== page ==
“Once you take an interest and keep an open mind and an open heart, you’ll never be the same. You’ll never let go, because something about the music…”
A full transcript of Todd Bryant Weeks’ interview with Rudy Sheriff Lawless available for download.
Rudy Sheriff Lawless has been around. He’s been playing the drums professionally since 1947.
He was born in Manhattan’s Gramercy neighborhood in 1931 and, while still a young child, he moved to Harlem.
A longtime Local 802 member, Rudy witnessed the end of the big band era and the flowering of modern jazz first hand.
His conversation, punctuated as it is by an array of wild digressions and flights of complex bebop scatting, is always lively and engaging, and his memory is sharp.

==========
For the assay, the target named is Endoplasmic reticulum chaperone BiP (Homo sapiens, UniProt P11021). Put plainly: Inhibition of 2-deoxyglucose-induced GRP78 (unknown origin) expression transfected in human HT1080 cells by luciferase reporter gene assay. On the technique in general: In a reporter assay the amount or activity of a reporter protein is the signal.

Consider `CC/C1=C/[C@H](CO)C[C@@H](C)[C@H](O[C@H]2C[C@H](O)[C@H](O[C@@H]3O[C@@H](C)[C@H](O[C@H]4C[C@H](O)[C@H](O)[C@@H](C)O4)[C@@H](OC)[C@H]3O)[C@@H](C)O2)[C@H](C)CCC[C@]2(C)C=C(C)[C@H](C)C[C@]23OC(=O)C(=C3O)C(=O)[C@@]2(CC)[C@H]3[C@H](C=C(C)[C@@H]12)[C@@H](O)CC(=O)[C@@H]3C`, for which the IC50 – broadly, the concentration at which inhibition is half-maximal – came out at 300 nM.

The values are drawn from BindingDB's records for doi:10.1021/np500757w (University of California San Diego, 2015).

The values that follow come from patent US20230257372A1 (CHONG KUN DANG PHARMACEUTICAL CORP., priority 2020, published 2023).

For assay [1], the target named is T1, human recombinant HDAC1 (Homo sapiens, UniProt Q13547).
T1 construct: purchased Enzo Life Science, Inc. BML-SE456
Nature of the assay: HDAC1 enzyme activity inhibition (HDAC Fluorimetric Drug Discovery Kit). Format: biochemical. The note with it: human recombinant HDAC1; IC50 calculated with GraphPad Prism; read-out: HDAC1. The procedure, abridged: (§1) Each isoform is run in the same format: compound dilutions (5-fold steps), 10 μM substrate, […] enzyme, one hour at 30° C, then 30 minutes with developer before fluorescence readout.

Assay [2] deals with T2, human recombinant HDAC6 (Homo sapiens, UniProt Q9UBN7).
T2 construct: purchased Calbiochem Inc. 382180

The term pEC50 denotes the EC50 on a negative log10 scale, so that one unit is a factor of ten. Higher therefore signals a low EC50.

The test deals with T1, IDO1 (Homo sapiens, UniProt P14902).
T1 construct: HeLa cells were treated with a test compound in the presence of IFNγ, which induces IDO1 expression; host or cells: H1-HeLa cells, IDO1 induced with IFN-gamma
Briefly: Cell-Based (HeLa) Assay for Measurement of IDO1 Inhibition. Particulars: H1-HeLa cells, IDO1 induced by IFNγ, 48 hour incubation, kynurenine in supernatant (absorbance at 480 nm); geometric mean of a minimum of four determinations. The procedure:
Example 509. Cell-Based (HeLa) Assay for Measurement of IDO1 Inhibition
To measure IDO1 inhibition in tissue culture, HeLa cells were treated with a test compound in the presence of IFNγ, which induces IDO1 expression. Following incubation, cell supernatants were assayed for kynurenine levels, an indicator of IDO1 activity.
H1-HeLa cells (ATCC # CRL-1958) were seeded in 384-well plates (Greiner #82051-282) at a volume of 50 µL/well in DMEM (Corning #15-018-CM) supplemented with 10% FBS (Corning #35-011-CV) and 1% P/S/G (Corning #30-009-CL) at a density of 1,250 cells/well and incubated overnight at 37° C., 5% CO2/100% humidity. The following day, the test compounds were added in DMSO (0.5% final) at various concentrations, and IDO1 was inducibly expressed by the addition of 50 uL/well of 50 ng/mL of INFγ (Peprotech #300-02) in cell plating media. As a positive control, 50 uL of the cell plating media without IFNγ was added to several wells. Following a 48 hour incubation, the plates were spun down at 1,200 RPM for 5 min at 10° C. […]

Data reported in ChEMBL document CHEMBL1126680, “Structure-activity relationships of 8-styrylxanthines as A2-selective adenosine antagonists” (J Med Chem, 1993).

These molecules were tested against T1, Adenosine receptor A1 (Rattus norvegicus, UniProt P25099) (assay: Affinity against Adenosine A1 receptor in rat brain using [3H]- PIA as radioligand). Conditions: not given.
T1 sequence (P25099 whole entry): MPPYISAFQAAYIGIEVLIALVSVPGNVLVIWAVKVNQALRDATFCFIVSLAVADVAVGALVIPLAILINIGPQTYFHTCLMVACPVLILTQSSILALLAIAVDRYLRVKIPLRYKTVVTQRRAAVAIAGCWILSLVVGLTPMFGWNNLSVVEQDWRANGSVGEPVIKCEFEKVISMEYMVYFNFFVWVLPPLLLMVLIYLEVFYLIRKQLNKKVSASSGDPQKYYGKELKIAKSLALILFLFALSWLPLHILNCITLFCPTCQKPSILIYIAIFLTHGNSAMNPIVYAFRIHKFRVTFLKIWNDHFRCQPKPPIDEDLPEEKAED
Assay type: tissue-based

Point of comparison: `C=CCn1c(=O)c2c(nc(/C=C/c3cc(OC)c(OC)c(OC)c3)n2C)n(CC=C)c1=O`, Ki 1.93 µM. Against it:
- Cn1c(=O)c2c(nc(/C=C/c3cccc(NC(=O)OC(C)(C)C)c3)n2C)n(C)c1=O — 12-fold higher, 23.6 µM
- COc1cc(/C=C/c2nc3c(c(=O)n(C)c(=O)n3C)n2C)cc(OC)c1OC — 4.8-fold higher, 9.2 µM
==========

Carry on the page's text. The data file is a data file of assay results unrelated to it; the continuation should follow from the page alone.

Whether he is regaling the listener with tales of his childhood uptown, or flexing his considerable labial muscles on current events, Lawless is always unabashedly, cannily straightforward.
Lawless plays and records with Valerie Capers, Lenore Raphael and Hilliard Green, to name a few. He is also one of the leaders of the Jazz Foundation’s weekly jam sessions on Monday nights at Local 802.
Here are excerpts from a long interview conducted in September 2009. The words are almost all Rudy’s; my comments are in italics.
On my mother’s side they were all Caribbean. My great grandmother came all the way from Ethiopia. My father’s family was Trinidadian. They came to New York in the 1910’s. We were a close family, with seven kids. Even with that Caribe accent, my parents and aunts and uncles spoke closer to the King’s English.